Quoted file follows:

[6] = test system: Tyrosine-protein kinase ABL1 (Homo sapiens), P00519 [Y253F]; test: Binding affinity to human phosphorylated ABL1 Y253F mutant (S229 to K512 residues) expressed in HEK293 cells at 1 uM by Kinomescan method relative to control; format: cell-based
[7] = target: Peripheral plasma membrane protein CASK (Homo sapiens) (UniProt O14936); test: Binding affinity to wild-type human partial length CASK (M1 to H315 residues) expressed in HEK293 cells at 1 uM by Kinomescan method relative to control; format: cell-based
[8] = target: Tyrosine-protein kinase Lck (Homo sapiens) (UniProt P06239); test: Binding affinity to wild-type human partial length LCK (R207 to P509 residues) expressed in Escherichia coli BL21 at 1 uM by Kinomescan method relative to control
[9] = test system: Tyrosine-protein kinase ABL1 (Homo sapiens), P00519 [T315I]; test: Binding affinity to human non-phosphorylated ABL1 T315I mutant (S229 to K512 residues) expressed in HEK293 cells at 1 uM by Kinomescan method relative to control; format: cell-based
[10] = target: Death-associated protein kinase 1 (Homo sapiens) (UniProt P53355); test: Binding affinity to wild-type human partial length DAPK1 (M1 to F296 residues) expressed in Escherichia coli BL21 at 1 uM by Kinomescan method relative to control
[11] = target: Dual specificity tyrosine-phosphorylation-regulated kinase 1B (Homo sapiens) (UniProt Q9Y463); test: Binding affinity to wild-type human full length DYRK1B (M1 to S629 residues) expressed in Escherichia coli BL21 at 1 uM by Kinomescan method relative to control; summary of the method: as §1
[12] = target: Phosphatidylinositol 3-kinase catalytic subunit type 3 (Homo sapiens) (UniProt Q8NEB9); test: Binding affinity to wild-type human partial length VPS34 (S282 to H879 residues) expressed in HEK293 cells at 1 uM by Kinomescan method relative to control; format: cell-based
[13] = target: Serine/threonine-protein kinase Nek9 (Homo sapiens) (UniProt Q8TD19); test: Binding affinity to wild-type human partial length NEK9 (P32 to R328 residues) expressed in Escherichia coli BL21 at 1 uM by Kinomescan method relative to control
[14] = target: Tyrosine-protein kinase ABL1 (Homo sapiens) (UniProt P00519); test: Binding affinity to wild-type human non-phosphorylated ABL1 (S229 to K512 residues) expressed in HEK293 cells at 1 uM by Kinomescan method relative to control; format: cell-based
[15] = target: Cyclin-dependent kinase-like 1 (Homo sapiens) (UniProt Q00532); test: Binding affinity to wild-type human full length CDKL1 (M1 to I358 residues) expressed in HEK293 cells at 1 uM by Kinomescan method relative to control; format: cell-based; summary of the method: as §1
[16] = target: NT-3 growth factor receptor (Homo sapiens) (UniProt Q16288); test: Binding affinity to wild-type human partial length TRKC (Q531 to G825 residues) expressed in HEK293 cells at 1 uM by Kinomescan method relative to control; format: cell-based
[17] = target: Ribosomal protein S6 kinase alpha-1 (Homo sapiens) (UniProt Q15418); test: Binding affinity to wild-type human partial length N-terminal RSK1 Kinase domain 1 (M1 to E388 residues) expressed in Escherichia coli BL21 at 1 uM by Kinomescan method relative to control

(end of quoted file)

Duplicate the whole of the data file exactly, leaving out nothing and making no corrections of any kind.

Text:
[6] = test system: Tyrosine-protein kinase ABL1 (Homo sapiens), P00519 [Y253F]; test: Binding affinity to human phosphorylated ABL1 Y253F mutant (S229 to K512 residues) expressed in HEK293 cells at 1 uM by Kinomescan method relative to control; format: cell-based
[7] = target: Peripheral plasma membrane protein CASK (Homo sapiens) (UniProt O14936); test: Binding affinity to wild-type human partial length CASK (M1 to H315 residues) expressed in HEK293 cells at 1 uM by Kinomescan method relative to control; format: cell-based
[8] = target: Tyrosine-protein kinase Lck (Homo sapiens) (UniProt P06239); test: Binding affinity to wild-type human partial length LCK (R207 to P509 residues) expressed in Escherichia coli BL21 at 1 uM by Kinomescan method relative to control
[9] = test system: Tyrosine-protein kinase ABL1 (Homo sapiens), P00519 [T315I]; test: Binding affinity to human non-phosphorylated ABL1 T315I mutant (S229 to K512 residues) expressed in HEK293 cells at 1 uM by Kinomescan method relative to control; format: cell-based
[10] = target: Death-associated protein kinase 1 (Homo sapiens) (UniProt P53355); test: Binding affinity to wild-type human partial length DAPK1 (M1 to F296 residues) expressed in Escherichia coli BL21 at 1 uM by Kinomescan method relative to control
[11] = target: Dual specificity tyrosine-phosphorylation-regulated kinase 1B (Homo sapiens) (UniProt Q9Y463); test: Binding affinity to wild-type human full length DYRK1B (M1 to S629 residues) expressed in Escherichia coli BL21 at 1 uM by Kinomescan method relative to control; summary of the method: as §1
[12] = target: Phosphatidylinositol 3-kinase catalytic subunit type 3 (Homo sapiens) (UniProt Q8NEB9); test: Binding affinity to wild-type human partial length VPS34 (S282 to H879 residues) expressed in HEK293 cells at 1 uM by Kinomescan method relative to control; format: cell-based
[13] = target: Serine/threonine-protein kinase Nek9 (Homo sapiens) (UniProt Q8TD19); test: Binding affinity to wild-type human partial length NEK9 (P32 to R328 residues) expressed in Escherichia coli BL21 at 1 uM by Kinomescan method relative to control
[14] = target: Tyrosine-protein kinase ABL1 (Homo sapiens) (UniProt P00519); test: Binding affinity to wild-type human non-phosphorylated ABL1 (S229 to K512 residues) expressed in HEK293 cells at 1 uM by Kinomescan method relative to control; format: cell-based
[15] = target: Cyclin-dependent kinase-like 1 (Homo sapiens) (UniProt Q00532); test: Binding affinity to wild-type human full length CDKL1 (M1 to I358 residues) expressed in HEK293 cells at 1 uM by Kinomescan method relative to control; format: cell-based; summary of the method: as §1
[16] = target: NT-3 growth factor receptor (Homo sapiens) (UniProt Q16288); test: Binding affinity to wild-type human partial length TRKC (Q531 to G825 residues) expressed in HEK293 cells at 1 uM by Kinomescan method relative to control; format: cell-based
[17] = target: Ribosomal protein S6 kinase alpha-1 (Homo sapiens) (UniProt Q15418); test: Binding affinity to wild-type human partial length N-terminal RSK1 Kinase domain 1 (M1 to E388 residues) expressed in Escherichia coli BL21 at 1 uM by Kinomescan method relative to control